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– What’s the interaction with the speakers like?

– Usually it’s very good. Some actors and directors are more approachable than others. With the media, you end up getting to know each other from festival to festival. An interpreter has to know “how to be”, know their place, and be available without getting in the way. At certain moments, while the interview is going on they’re also taking photos or filming. Over the years you accumulate a lot of experience in knowing the right behavior to adopt, when it’s best to step a little further aside and how far, what you can and can’t say, etc. To create a pleasant atmosphere, I always make sure they are the ones who take the initiative in our interactions.

The biggest challenge is the large volume of cinematographic information that you have to have learned on your own. tweet

– Have you ever participated in a talk where there was interaction with the public? Was that difficult?

– Yes, I’ve had to do that sometimes, and yes, it is difficult because it can be unpredictable. The public asks all kinds of questions, and the more informal the occasion, the greater the chance that someone will end up cracking jokes, which is every interpreter’s greatest fear. You don’t know what last names, numbers, or untranslatable jokes might pop up. A lot depends on the culture. Also, I’ve sometimes have had to translate a joke and I didn’t get the joke despite understanding all the words that were spoken, and of course, you still have to say something. You know that the audience isn’t going to get the joke since you didn’t get it yourself, but you also don’t want to make the person who told the joke look bad. So you have to find an elegant way to fix the situation, such as “Would you mind telling it again?” “That’s a cultural thing so it won’t be understood, but what I think you mean to say is …”.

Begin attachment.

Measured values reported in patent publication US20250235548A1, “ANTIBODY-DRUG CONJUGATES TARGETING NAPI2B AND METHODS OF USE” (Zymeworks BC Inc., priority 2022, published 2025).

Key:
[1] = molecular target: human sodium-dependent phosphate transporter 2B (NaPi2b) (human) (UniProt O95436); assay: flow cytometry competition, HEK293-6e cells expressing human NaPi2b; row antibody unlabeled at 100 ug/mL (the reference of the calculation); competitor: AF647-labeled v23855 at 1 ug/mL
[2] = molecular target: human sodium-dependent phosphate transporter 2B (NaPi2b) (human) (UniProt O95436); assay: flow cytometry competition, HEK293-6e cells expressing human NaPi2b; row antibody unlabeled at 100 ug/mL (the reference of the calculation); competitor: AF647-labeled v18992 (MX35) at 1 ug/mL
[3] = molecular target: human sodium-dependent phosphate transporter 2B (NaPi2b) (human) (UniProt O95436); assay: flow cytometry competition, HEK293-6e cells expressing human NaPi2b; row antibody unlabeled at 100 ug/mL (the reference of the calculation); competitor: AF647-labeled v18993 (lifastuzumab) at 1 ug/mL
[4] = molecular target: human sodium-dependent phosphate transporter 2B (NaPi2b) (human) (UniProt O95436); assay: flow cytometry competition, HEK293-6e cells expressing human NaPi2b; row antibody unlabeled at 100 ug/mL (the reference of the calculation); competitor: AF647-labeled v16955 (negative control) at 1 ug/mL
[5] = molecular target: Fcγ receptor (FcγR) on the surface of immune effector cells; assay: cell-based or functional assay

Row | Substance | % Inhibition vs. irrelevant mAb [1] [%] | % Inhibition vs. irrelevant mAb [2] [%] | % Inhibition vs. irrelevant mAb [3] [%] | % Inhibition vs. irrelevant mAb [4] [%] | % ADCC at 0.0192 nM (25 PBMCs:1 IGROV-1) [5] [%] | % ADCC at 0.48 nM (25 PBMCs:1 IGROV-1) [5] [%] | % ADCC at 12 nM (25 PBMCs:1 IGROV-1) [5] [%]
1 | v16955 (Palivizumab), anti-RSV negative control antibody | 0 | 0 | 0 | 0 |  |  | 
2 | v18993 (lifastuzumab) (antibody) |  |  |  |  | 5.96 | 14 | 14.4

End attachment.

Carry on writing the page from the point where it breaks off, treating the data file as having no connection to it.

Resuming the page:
– Is the work at these A-list festivals different from that at the more minor ones?

– The demands are the same, and I don’t make a distinction between clients of one category or another. I make exactly the same preparations either way. As far as the types of movies that are shown, as well as the organization and number of events held in parallel, yes there’s a difference. But it’s not like one is more difficult than the other.

– Did you face any particular challenge at San Sebastián that taught you something?